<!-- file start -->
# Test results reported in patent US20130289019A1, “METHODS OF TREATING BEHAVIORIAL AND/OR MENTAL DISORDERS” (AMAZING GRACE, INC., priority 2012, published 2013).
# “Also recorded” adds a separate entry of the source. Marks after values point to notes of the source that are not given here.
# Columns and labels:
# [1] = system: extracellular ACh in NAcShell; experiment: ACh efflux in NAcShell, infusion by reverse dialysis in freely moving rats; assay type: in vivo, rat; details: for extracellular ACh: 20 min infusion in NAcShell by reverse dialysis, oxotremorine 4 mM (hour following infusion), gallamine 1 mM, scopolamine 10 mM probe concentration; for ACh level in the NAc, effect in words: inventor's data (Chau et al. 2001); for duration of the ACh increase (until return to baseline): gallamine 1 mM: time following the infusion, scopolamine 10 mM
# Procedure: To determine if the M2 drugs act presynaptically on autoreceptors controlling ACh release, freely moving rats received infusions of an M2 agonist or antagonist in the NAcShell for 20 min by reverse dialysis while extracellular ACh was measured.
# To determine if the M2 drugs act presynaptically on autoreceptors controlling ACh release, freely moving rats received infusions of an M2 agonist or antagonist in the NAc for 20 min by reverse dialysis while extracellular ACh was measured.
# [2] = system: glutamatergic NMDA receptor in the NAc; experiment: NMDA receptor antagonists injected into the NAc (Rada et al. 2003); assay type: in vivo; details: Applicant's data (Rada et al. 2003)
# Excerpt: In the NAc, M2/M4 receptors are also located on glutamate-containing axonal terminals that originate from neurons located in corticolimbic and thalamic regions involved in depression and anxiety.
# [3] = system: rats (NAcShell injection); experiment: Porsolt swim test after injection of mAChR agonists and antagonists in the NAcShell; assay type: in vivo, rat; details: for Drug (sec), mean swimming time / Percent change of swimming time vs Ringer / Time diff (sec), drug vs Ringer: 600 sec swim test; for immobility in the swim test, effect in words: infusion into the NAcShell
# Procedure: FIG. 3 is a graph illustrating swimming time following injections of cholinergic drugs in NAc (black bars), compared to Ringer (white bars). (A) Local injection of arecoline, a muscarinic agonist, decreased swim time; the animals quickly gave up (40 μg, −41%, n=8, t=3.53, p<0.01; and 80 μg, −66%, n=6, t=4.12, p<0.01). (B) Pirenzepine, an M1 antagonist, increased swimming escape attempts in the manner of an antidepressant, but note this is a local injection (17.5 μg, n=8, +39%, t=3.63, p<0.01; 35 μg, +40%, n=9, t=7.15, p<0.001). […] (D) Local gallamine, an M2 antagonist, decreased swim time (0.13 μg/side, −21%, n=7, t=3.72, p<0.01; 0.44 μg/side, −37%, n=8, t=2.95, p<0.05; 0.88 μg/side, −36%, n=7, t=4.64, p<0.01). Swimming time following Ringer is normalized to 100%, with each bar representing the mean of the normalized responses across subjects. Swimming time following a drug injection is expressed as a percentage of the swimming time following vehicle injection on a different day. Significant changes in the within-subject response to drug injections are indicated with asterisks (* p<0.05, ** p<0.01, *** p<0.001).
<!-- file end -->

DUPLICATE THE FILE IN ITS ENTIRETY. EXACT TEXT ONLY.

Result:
# Test results reported in patent US20130289019A1, “METHODS OF TREATING BEHAVIORIAL AND/OR MENTAL DISORDERS” (AMAZING GRACE, INC., priority 2012, published 2013).
# “Also recorded” adds a separate entry of the source. Marks after values point to notes of the source that are not given here.
# Columns and labels:
# [1] = system: extracellular ACh in NAcShell; experiment: ACh efflux in NAcShell, infusion by reverse dialysis in freely moving rats; assay type: in vivo, rat; details: for extracellular ACh: 20 min infusion in NAcShell by reverse dialysis, oxotremorine 4 mM (hour following infusion), gallamine 1 mM, scopolamine 10 mM probe concentration; for ACh level in the NAc, effect in words: inventor's data (Chau et al. 2001); for duration of the ACh increase (until return to baseline): gallamine 1 mM: time following the infusion, scopolamine 10 mM
# Procedure: To determine if the M2 drugs act presynaptically on autoreceptors controlling ACh release, freely moving rats received infusions of an M2 agonist or antagonist in the NAcShell for 20 min by reverse dialysis while extracellular ACh was measured.
# To determine if the M2 drugs act presynaptically on autoreceptors controlling ACh release, freely moving rats received infusions of an M2 agonist or antagonist in the NAc for 20 min by reverse dialysis while extracellular ACh was measured.
# [2] = system: glutamatergic NMDA receptor in the NAc; experiment: NMDA receptor antagonists injected into the NAc (Rada et al. 2003); assay type: in vivo; details: Applicant's data (Rada et al. 2003)
# Excerpt: In the NAc, M2/M4 receptors are also located on glutamate-containing axonal terminals that originate from neurons located in corticolimbic and thalamic regions involved in depression and anxiety.
# [3] = system: rats (NAcShell injection); experiment: Porsolt swim test after injection of mAChR agonists and antagonists in the NAcShell; assay type: in vivo, rat; details: for Drug (sec), mean swimming time / Percent change of swimming time vs Ringer / Time diff (sec), drug vs Ringer: 600 sec swim test; for immobility in the swim test, effect in words: infusion into the NAcShell
# Procedure: FIG. 3 is a graph illustrating swimming time following injections of cholinergic drugs in NAc (black bars), compared to Ringer (white bars). (A) Local injection of arecoline, a muscarinic agonist, decreased swim time; the animals quickly gave up (40 μg, −41%, n=8, t=3.53, p<0.01; and 80 μg, −66%, n=6, t=4.12, p<0.01). (B) Pirenzepine, an M1 antagonist, increased swimming escape attempts in the manner of an antidepressant, but note this is a local injection (17.5 μg, n=8, +39%, t=3.63, p<0.01; 35 μg, +40%, n=9, t=7.15, p<0.001). […] (D) Local gallamine, an M2 antagonist, decreased swim time (0.13 μg/side, −21%, n=7, t=3.72, p<0.01; 0.44 μg/side, −37%, n=8, t=2.95, p<0.05; 0.88 μg/side, −36%, n=7, t=4.64, p<0.01). Swimming time following Ringer is normalized to 100%, with each bar representing the mean of the normalized responses across subjects. Swimming time following a drug injection is expressed as a percentage of the swimming time following vehicle injection on a different day. Significant changes in the within-subject response to drug injections are indicated with asterisks (* p<0.05, ** p<0.01, *** p<0.001).